The opening decades of the 20th century saw increasing agitation over the growing number of immigrants coming to American shores. Initial resistance was directed against the Japanese, particularly in California, where many feared that the labor market was being flooded. Crises developed during the administrations of Theodore Roosevelt and Woodrow Wilson, and developed to the point that war against Japan was loosely discussed as a recourse.
Later, during World War I, critics of immigration turned their attentions to newcomers from southern and eastern Europe. Their languages, customs and religion differed sharply from those of the earlier immigrants from Northern Europe and the British Isles. Efforts were made to slow the flood by imposing a literacy test on those wishing to enter the U.S. Wilson twice vetoed these measures, but Congress overrode his veto, in 1917.
Congress also acted to deny entry to suspected anarchists, an action prompted by the Bolshevik Revolution in Russia and its proclaimed goal of world revolution. Suspicions about foreigners spilled over in the Red Scare of 1919-20, when thousands were arrested for real or imagined revolutionary activity.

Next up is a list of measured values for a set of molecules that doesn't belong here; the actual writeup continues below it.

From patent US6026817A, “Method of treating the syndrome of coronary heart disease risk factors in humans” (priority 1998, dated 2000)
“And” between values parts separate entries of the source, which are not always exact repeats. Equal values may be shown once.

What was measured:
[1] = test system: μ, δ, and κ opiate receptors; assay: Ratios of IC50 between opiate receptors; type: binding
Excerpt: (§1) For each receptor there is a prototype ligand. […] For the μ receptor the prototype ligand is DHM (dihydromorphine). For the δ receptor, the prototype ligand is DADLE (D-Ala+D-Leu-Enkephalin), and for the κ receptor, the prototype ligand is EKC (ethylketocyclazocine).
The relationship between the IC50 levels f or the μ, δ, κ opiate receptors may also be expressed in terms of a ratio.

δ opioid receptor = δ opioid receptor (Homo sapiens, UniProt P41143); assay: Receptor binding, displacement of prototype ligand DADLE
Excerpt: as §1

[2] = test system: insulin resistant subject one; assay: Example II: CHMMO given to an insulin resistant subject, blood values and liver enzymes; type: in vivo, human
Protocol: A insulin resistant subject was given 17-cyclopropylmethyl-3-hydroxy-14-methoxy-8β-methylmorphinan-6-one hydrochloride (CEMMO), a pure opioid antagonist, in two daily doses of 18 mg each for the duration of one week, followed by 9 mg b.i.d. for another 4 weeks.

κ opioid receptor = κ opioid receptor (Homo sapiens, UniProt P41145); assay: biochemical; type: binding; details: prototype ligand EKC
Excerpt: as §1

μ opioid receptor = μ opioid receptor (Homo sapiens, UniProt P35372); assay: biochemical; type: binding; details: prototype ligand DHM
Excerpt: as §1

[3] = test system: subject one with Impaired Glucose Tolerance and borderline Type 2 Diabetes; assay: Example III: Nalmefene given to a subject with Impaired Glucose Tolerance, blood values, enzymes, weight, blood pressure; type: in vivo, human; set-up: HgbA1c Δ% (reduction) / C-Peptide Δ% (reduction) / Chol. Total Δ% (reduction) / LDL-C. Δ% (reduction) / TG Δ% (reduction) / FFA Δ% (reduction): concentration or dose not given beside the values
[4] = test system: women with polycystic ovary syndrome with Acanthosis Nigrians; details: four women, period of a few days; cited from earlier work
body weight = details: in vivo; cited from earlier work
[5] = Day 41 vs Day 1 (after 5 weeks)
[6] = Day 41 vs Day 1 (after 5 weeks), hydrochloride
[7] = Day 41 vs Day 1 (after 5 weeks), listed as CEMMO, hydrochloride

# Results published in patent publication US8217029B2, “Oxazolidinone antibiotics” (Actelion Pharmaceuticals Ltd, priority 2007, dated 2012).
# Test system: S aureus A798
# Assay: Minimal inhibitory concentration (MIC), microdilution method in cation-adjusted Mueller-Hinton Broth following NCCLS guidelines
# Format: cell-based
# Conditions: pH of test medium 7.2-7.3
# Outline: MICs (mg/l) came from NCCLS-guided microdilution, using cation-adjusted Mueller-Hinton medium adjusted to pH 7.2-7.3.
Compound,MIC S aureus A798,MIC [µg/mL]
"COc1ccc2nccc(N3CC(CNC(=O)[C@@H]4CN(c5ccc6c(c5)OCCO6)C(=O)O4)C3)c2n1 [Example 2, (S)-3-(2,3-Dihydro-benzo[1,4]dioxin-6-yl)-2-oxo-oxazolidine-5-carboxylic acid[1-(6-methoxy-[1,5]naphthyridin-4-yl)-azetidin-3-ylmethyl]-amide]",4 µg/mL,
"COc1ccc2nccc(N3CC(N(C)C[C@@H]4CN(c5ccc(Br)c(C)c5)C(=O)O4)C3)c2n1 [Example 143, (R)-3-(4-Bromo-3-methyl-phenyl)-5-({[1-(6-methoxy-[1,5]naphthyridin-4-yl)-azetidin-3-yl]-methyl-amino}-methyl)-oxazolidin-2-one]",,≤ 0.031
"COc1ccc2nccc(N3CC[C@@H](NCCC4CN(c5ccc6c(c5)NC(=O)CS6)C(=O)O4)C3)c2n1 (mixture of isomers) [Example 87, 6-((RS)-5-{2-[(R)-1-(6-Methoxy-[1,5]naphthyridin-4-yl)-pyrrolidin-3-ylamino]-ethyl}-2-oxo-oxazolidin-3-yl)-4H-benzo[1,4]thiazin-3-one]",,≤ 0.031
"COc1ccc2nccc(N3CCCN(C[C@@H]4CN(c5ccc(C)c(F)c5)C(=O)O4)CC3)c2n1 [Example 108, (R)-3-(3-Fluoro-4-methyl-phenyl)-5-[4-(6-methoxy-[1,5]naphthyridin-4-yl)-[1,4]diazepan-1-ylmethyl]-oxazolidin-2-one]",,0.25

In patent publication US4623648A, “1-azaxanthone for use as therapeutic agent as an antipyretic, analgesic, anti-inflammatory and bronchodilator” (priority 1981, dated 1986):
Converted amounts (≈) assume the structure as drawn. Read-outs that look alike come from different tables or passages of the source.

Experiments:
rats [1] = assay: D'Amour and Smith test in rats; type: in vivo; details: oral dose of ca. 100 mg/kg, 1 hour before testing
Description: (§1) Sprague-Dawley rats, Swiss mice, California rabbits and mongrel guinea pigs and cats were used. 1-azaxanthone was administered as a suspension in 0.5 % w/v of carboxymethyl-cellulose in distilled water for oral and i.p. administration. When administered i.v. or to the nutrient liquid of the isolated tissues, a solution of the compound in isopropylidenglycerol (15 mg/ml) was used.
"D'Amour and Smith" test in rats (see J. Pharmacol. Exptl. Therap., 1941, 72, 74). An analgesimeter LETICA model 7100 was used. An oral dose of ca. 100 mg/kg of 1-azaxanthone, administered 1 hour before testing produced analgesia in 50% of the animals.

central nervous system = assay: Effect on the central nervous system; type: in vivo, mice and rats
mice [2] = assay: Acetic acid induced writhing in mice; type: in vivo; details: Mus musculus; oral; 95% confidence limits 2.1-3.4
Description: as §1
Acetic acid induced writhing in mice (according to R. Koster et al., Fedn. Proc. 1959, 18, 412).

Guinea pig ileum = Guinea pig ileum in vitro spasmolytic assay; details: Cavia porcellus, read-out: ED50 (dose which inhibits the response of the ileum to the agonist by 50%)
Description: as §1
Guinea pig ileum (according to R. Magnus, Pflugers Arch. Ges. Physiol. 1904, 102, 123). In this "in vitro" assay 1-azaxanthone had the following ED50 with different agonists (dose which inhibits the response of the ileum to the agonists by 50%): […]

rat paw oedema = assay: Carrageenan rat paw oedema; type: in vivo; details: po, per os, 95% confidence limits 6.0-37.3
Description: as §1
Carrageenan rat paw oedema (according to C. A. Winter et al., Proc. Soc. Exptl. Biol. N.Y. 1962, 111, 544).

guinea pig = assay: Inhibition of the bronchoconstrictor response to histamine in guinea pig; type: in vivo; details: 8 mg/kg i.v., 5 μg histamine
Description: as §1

Immigration reform, sometimes known as the Emergency Immigration Act of 1921, was prompted by the news that in the preceding 12 months more than 800,000 foreigners had entered the United States. Congress responded by establishing the first quota system that provided for the following:
This law was intended to be only a stop-gap measure until the immigration matter could be more closely studied and a new law crafted. Further immigration tightening followed in 1924 .
Immigration from a specific nation was limited to three percent of that nation~ez_rsquo~s population living in the United States, as reported in the 1910 Federal Census.
- An overall maximum annual quota of 357,000 was imposed.
See other aspects of domestic policy under Harding.